Science behind finals coaching
They have helped guide their teams into the 2015 Telstra Premiership Finals Series but former Panthers and Warriors coach Matt Elliott says the eight remaining NRL coaches must now focus the energies of their players in the right direction.
Every player that has spoken to the media this week has talked about the extra spring in their step, a rise in energy levels and an excitement at being involved in the very best part of the season.
Such talk is music to the ears of coaches who have seen their men endure a tough 26-round season but Elliott says in the Finals Week One issue of Big League that how they manage that extra energy is critical to their performance.
"Coaches that have been consistently successful in the month of September have a knack of getting that energy to peak on game-day whilst keeping their teams relaxed both physically and mentally during the week," Elliott says in this week's Big League.
"One of the key methods in building this energy is to keep all training sessions short and sharp with the high tempo of semi-final football as the underlying beat, almost to the point where players are surprised that practice is over.
"This allows for complete mental focus and high physical output, with the result being an expectation across the team that execution is spot on and every single player puts everything into each session."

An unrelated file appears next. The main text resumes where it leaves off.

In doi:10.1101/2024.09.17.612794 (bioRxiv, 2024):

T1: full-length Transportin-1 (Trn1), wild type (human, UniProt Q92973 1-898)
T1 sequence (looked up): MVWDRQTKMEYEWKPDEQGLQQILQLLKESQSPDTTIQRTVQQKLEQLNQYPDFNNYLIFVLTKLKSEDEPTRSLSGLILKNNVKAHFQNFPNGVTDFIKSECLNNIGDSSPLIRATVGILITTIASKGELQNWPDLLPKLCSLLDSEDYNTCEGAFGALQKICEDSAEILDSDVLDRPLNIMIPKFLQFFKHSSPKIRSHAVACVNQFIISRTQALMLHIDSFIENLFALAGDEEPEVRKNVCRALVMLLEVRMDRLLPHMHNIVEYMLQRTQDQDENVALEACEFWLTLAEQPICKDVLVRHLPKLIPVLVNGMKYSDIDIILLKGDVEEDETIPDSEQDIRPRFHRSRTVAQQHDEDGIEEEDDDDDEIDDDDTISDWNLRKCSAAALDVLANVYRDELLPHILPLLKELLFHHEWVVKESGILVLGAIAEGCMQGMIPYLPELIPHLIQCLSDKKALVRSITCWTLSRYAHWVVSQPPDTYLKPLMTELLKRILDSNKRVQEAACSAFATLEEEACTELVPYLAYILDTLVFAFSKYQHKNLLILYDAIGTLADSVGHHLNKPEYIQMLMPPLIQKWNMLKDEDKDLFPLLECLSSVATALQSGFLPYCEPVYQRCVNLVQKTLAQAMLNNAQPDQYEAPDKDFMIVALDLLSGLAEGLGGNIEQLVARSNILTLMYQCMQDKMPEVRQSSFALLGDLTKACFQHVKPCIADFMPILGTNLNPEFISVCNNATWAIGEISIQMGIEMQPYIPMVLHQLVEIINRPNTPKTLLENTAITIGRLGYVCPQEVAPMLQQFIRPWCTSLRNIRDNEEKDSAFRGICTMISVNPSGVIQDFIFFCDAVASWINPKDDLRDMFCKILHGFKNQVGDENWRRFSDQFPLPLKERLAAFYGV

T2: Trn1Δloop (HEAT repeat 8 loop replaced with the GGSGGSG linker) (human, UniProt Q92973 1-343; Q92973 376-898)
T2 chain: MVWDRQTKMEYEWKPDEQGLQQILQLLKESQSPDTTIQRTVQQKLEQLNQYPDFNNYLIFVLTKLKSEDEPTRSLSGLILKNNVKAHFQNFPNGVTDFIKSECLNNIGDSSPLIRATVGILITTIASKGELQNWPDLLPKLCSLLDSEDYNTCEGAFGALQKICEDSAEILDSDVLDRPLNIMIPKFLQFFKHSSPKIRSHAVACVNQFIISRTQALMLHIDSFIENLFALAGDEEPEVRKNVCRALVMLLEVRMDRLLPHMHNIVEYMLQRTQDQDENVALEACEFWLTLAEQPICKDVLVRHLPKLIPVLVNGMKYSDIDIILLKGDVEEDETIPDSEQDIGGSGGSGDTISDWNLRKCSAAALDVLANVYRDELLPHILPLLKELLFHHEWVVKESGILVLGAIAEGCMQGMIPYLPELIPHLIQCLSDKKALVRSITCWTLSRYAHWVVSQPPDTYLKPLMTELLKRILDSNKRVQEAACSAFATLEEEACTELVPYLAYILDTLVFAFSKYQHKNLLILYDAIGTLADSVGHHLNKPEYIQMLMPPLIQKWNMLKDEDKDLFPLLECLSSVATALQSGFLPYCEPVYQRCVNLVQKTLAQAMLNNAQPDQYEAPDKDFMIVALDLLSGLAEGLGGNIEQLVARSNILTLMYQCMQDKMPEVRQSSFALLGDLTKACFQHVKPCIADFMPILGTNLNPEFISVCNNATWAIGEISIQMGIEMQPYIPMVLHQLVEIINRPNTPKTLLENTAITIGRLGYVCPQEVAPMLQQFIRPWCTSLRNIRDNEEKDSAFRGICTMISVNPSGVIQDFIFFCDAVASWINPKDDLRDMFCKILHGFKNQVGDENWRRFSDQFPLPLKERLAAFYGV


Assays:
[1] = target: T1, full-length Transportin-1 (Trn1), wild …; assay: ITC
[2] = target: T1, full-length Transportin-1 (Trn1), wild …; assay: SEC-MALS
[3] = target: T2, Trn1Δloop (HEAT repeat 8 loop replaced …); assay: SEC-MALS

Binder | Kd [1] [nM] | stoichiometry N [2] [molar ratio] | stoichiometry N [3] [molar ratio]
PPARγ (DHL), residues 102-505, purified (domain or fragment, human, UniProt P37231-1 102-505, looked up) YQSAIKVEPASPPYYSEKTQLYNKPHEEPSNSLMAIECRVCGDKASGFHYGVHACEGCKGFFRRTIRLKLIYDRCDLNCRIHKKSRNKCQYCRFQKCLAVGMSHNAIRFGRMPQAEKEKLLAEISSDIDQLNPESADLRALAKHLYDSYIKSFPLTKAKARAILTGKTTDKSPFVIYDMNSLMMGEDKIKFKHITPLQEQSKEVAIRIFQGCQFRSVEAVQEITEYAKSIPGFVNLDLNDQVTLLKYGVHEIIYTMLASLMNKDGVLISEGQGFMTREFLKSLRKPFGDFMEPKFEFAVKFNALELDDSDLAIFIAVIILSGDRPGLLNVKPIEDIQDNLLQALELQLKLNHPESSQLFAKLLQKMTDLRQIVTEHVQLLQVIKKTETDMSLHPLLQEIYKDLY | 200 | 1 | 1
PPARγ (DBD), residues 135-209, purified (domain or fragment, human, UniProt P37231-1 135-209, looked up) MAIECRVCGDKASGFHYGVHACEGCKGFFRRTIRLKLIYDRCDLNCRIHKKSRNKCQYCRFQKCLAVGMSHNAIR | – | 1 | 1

In addition to ensuring they are in peak physical shape for what will be a sudden-death game for half the teams taking part this weekend, Elliott says the mental focus is perhaps even more crucial to limiting any wasted energy.
Whether it's time away from the group or more group activities away from the training paddock, Elliott believes it is important to get that balance right. And he had one further word of advice: Don't believe everything you read.
"The other factor is to ensure that the increased media attention doesn't become a distraction as the number of teams reduces each week the attention on teams and individuals ratchets up," he says.
"Add to this the new phenomena of social media and players can become far too absorbed by stories and reports around upcoming games.
"While it's impossible to tell players not to read reports, it's vital they are aware that paying too much attention to media isn't a productive part of preparation.
"Another part of the de-cluttering process is to ensure players spend the right amount of time away from training, thinking about their upcoming performance and not over-thinking what needs to be done.
"Some individuals are so keen to play their best that by the time the game arrives they've burnt so much emotional and mental energy that they're already low on juice."
The Finals Week One issue of Big League is on sale now at newsagents and at the ground. Digital version also available via Zinio.